Advisory board members with staff support are expected to make the approach to individual donors. Talking about how he personally handles this challenge, Bernie DiFiore shared, “First, I’d know you either personally or I’d know a lot about you because I would have done my research. Pick something, anything you’re interested in and I will spin around that. If you’re interested in children, I would start, ‘Here’s what we do with children.’ If you’re interested in arts, ‘Here’s what we do with arts.’ I wouldn’t just cold call. It takes serious forethought.”
Each board member has committed his or her gift, oftentimes the largest gift they have ever given to any organization and sometimes one that is a stretch for them. That allows them to have integrity when approaching someone else.
DiFiore provides additional guidance. “Raise the bar. Whatever you were thinking before, raise the bar.” In other words, decide what a donor can give and then ask for more than that. It is a bold and surprisingly successful strategy. All I talked to admitted that they found this the hardest and most nerve-wracking part of what they do but, keeping in mind what the money will build and the way it will make impact on the poorest and most disadvantaged in their community, they swallow hard and do it.
Since the original cost estimates were made, there have been substantial increases in the cost of building goods and labor. Although those have started to moderate, the whole project will need to be priced out again. Nonetheless, the board remains optimistic that the goal will not only be achieved but exceeded, offsetting concerns about increased costs.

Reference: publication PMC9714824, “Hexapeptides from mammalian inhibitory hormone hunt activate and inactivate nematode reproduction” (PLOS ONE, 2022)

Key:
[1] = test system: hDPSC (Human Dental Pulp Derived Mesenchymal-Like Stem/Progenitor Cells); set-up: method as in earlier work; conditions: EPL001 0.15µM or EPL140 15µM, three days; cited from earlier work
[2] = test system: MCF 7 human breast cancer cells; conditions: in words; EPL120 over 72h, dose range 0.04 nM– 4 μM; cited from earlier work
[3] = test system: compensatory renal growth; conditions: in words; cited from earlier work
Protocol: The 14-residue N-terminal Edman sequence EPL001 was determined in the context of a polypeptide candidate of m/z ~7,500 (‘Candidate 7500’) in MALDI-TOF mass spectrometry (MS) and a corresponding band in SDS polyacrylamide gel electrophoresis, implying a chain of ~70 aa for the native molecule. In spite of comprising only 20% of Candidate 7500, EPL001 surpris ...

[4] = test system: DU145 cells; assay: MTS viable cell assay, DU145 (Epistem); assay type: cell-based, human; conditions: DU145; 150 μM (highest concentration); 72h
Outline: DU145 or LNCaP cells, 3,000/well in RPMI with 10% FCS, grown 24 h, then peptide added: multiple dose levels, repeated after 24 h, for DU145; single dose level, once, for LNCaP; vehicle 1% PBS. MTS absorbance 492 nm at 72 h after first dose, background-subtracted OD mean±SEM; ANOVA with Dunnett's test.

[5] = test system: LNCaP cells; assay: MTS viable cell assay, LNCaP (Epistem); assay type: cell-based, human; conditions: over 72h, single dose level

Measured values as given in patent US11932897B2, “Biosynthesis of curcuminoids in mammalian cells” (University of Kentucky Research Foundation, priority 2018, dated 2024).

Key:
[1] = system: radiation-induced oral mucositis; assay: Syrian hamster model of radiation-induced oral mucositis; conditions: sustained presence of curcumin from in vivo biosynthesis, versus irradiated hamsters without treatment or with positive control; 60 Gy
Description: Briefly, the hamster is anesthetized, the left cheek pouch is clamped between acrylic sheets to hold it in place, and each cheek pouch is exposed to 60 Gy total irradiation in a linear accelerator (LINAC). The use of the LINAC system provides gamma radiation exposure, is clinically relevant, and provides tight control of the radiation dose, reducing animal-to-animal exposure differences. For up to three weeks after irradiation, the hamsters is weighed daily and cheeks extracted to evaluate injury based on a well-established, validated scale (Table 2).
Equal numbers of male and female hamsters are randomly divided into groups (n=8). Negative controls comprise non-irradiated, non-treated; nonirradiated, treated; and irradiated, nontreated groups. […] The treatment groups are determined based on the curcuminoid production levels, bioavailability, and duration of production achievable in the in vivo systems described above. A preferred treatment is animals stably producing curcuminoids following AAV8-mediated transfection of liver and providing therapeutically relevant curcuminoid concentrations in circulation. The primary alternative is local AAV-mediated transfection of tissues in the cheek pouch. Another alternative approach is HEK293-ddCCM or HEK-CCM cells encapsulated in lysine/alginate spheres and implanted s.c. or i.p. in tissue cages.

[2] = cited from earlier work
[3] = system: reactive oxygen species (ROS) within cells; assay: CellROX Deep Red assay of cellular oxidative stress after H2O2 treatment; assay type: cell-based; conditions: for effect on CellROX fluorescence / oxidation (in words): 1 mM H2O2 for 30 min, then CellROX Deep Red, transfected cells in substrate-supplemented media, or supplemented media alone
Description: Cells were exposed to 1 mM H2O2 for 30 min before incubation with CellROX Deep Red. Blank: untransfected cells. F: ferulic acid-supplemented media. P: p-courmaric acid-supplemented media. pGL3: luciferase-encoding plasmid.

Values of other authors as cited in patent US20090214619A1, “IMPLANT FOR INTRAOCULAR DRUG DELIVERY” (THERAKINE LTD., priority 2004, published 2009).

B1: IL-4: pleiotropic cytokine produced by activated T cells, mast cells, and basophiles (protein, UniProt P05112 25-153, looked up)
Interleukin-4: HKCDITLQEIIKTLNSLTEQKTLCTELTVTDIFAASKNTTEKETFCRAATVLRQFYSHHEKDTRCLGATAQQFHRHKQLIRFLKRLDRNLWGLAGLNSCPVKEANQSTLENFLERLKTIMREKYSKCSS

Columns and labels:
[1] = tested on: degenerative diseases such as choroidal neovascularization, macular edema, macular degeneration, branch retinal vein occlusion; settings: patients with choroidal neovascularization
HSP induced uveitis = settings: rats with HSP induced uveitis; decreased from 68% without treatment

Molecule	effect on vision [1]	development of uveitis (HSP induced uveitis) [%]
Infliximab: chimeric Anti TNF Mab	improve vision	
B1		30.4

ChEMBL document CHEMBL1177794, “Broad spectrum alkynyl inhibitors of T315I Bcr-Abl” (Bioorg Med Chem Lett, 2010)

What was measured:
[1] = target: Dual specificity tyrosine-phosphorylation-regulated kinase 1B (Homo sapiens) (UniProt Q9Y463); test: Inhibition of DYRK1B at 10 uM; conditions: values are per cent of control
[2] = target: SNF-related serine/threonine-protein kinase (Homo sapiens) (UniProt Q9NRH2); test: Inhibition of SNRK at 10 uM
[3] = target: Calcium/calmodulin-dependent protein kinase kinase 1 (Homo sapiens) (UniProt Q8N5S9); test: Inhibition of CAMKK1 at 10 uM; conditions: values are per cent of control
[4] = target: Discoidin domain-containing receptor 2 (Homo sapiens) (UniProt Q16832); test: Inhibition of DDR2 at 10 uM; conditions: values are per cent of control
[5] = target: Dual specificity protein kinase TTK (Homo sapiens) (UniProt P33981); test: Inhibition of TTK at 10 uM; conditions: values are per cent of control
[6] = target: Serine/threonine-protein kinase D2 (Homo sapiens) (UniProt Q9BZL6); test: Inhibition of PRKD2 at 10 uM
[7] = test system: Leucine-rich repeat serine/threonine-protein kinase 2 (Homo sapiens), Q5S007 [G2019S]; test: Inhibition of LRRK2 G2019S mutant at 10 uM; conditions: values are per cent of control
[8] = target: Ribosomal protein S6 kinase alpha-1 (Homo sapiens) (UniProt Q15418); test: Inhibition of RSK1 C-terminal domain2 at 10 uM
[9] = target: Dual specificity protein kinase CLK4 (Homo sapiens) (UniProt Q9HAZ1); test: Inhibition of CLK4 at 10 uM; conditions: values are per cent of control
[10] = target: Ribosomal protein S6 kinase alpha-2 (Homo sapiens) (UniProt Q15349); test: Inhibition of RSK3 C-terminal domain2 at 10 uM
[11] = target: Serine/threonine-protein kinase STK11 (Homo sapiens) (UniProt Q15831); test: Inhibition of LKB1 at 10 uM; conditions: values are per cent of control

“The public campaign will be launched with the groundbreaking ceremonies at the new social services campus, anticipated to be in April 2024,” said Major Paul McFarland, area commander. “At that time we will share the full vision of the campaign, project goals and fundraising progress to date with the general public. An invitation will be given to participate in support of this inspiring vision.”
It is anticipated that by the time of the public campaign 70-75% of the overall goal will be in hand or committed. Beyond the wider campaign to the public, approaches to foundations are largely unfinished because of the amount of extra work and answers to specific questions the individual foundations require.
A repeated sentiment was that this campaign will not only benefit the people of the North Texas Area Command, but it will serve as an example and template for other Salvation Army operations in the United States and beyond. The very scope of the goal is enough to challenge communities to ask what their true potential for fundraising might be given the community needs they are addressing.
As has happened with innumerable capital campaigns, the follow on over years to come includes the community knowing more about The Salvation Army mission and work and with that knowledge, increased support follows. Not only is this seen in regular fundraising such as mail appeals and kettles but in planned giving instruments such as wills, annuities and other estate giving.
We will watch with interest as this campaign unfolds. Additional details will follow in June, where we will share the expansion of traditional services and the innovative approaches being implemented as The Salvation Army continues to serve.